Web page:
OFT chief threatens UK banks of break up to secure consumer interests
17 February 2012
The UK's banks have been warned of a forced break-up unless they introduced customer-service reforms. The threat came in a speech delivered by the head of the Office of Fair Trading to bankers aimed at increasing competition.
According to John Fingleton, he could refer the entire banking industry to the Competition Commission as part of a radical approach to secure consumers a better deal.
He added banking was at a "turning point" with the emergence of new banks such as Virgin Money, Metro Bank and Tesco, but that was not enough.
Highlighting the issue of bank account switching, initiated last year by the Independent Commission on Banking (ICB), he said banks would also have to provide "seamless redirection" of direct debits and credits from old accounts to new ones for more than a year at no cost. The ICB had made several recommendations designed to make it easier for people to switch banks. One of the proposals was that people and businesses wanting to change banks should be able to switch accounts within seven days.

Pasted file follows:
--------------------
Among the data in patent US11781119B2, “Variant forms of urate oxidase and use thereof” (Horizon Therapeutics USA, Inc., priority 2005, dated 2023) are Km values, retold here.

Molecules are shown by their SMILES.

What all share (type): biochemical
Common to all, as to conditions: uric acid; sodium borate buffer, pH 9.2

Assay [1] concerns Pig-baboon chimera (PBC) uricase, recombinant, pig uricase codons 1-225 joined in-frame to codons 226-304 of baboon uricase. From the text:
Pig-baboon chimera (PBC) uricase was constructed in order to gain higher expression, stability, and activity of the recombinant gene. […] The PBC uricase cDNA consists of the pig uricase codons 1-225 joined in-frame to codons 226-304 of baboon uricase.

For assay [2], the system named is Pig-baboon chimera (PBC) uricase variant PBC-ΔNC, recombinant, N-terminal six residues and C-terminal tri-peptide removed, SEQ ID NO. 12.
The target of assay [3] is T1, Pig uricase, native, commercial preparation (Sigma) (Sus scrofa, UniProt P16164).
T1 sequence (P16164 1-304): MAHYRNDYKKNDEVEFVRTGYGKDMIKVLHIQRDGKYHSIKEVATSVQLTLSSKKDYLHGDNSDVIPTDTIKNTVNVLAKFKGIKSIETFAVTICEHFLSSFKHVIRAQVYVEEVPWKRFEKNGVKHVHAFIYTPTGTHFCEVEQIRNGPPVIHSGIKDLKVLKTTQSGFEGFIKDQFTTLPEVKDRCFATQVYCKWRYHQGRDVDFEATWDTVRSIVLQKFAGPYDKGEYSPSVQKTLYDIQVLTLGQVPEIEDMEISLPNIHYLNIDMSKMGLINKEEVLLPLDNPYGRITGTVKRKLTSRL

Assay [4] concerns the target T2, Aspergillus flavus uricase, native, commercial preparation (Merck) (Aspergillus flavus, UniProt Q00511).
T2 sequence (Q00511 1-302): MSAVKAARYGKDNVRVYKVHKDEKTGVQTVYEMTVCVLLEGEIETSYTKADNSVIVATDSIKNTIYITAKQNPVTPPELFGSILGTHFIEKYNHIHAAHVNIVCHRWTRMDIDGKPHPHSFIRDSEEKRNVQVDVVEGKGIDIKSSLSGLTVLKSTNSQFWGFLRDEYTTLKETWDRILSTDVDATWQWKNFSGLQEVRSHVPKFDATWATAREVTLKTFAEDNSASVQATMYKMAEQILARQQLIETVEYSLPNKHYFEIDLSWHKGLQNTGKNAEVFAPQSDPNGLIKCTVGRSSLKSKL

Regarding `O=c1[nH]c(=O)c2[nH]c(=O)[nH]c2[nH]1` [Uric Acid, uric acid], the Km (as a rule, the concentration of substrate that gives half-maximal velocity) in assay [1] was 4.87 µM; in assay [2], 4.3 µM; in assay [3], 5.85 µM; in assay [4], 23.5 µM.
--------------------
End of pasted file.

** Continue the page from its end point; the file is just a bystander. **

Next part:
He added, customers also needed the right prompts to exercise their choice of provider.
He added, in banking markets, consumers frequently faced difficulties in understanding the true cost of running their account and comparing deals from alternative providers.